Minneapolis is often ranked among the top bicycle cities within the US. Our commute mode share is high, relatively, and the pace at which we build new protected facilities is quicker than most other US Cities. Though, in a global comparison, Minneapolis is still very auto-centric, as are most places in the US.
Fortunately, Minneapolis has set some aggressive bike friendly goals and policies, some of which have made Minneapolis a trailblazer in the bicycling realm. Efforts such as eliminating minimum parking requirements, flipping the transportation hierarchy to prioritize the most vulnerable road users, and setting a goal of zero traffic fatalities by 2027 paint a bright, hopeful future for bicycling in the city. To continue making strides towards these goals and policies though, Minneapolis will need to make meaningful and ambitious bicycle infrastructure investments.
A recent study has found that the increased prevalence of protected bicycle facilities means safer cities for all. Looking at the Hierarchy of Hazard Control as applied to urban cycling, the results of this study make sense, engineering controls are more effective at reducing hazards than are administrative controls.
This brings me to one of the least functional and most stressful parts of my daily bicycle commute, crossing Hennepin Ave at 5th Ave NE.
Even though there is a user activated crossing signal, drivers rarely yield to people walking and riding bike. There is even a sign attached to the light that says its state law for drivers to yield to people crossing, but for some mysterious reason, the majority of drivers don’t believe that applies to them. As a bicyclist, I’ve resorted to activating the signal then scooting out slowly even with traffic coming full barrel. I’ve even slowed down on my bike in the intersection to give other pedestrians a better chance to cross. The speed limit here is 30 mph, but it’s not uncommon to see drivers cruising along at a prevailing speed of 45 mph. I’ve been hit (minor injury), sworn at, flipped off, and threatened to be run over (i.e. murdered) just for wanting to cross the street. Don’t believe any of this? Then here are some examples from some video footage I captured throughout the summer of 2018. You may ask why I have video footage of me biking. The honest, truthful answer is that my wife usually bikes with me, but didn’t last summer because we welcomed our first child. Since I was solo, I needed video evidence in case the worst happened to me. Morbid, but honestly warranted.
How can this crossing be improved? The City of Minneapolis and Hennepin County are currently in the preliminary stages of planning and design for this area. Initial indication is that the County and City will reduce the number of travel lanes from 4 to 3 and add buffered bicycle facilities for a portion of the corridor. Reducing the number of traffic lanes (and hopefully narrowing them and adding a pedestrian refuge island) may help improve safety of this crossing, but not much can be done to improve the salty and auto-pilot behavior of drivers wanting to get to work or home 15 seconds faster, as comfortably and conveniently as possible.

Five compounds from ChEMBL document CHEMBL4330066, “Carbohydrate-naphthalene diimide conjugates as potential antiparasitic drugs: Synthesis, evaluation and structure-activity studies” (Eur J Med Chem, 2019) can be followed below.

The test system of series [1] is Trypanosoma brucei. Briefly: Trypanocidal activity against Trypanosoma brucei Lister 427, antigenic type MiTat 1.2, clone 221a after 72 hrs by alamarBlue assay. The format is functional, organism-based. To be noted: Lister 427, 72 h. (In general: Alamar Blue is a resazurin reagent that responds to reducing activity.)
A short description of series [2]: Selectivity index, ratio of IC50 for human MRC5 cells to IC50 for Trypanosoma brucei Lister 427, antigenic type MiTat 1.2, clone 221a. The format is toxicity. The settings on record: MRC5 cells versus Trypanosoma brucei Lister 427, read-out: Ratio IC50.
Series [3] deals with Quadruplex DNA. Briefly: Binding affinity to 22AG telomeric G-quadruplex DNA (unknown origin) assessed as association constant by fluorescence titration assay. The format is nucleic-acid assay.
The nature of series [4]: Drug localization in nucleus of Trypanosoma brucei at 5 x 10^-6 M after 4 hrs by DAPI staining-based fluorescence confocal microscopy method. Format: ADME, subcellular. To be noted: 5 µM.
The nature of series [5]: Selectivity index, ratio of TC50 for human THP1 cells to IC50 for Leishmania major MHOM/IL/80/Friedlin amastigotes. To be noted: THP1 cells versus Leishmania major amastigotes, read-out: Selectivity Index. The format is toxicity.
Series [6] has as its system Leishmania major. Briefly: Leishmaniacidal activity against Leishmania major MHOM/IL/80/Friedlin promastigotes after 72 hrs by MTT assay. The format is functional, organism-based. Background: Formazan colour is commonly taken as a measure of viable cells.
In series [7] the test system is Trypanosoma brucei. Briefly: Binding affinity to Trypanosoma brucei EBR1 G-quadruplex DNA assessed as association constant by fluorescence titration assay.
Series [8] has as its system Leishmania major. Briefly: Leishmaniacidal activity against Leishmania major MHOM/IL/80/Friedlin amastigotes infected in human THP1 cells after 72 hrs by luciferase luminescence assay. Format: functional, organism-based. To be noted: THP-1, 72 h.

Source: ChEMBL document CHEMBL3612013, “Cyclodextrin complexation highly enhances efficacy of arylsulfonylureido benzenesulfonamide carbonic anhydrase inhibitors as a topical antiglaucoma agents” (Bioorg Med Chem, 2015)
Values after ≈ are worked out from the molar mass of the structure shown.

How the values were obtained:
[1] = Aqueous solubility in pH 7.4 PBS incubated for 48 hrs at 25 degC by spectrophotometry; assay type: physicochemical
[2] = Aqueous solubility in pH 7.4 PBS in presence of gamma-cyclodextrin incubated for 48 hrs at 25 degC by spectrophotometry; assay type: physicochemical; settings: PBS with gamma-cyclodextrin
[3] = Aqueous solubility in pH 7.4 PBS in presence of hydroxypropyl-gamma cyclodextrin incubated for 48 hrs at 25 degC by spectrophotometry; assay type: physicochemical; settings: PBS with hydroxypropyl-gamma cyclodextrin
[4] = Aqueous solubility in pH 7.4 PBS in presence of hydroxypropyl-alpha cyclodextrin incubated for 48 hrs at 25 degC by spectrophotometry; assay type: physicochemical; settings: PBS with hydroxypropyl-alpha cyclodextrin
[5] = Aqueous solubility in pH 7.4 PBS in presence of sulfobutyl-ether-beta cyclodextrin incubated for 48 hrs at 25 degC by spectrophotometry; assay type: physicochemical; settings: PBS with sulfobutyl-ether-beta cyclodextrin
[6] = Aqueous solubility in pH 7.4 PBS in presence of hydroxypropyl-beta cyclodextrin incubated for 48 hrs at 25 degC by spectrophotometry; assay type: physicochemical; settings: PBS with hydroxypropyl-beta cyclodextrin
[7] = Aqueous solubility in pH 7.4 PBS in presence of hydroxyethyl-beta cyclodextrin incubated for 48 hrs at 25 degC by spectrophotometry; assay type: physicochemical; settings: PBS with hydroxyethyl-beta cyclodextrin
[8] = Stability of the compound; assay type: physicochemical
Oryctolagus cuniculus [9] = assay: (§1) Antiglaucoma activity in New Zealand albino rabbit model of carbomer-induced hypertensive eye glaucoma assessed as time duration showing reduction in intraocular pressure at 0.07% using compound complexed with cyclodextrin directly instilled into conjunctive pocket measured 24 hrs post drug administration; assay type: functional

I believe that this intersection and location provides the City of Minneapolis with a unique opportunity to make a bold investment in bicycling and walking infrastructure. A way to move our progress forward to achieving zero traffic deaths by 2027. Crossing the railroad tracks and 4 or 3 lanes of speeding traffic can be done with our very own elevated Hovenring like bridge, a Hennepring. I’m not usually a fan of huge infrastructure investments like bridges to cross roads because they tend to be an expensive way to not solve the true problem, overbuilt streets with drivers speeding and not paying attention, but I believe the unique circumstances here may warrant such an investment.
At a vital node of NE bicycle activity, this bridge would connect the future diagonal trail extension, President’s bike boulevard, 5th/6th Ave bicycle boulevard through Marcy Holmes (leading to the Stone Arch Bridge), planned bicycle facilities on Hennepin, and a future trail along the railroad right-of-way that eventually would cross the river and connect to the Cedar Lake Trail. In fact, the Minneapolis Bicycle Master Plan calls for some type of bridge in this area labeled as NE-19: Hennepin Bike Bridge with estimated capital costs of $6M and yearly operational and maintenance costs of $2k.
Unlike the Midtown Greenway Sabo Bridge in Phillips, this bridge would be more direct for most routes. When planning for grade separated crossings it is important to minimize the amount of undue detour bicyclists and pedestrians have to take because bicyclists will only incur up to a 25% of detour before they start making riskier, more direct connections. Making grade separated crossings is useless if they cause so much detour that no one will actually use them. One only has to go to Columbia Heights at 49th and Central to observe how many elementary school kids will just cross Central at-grade instead of taking the grade separated ped bridge because it makes the crossing 3 times as long.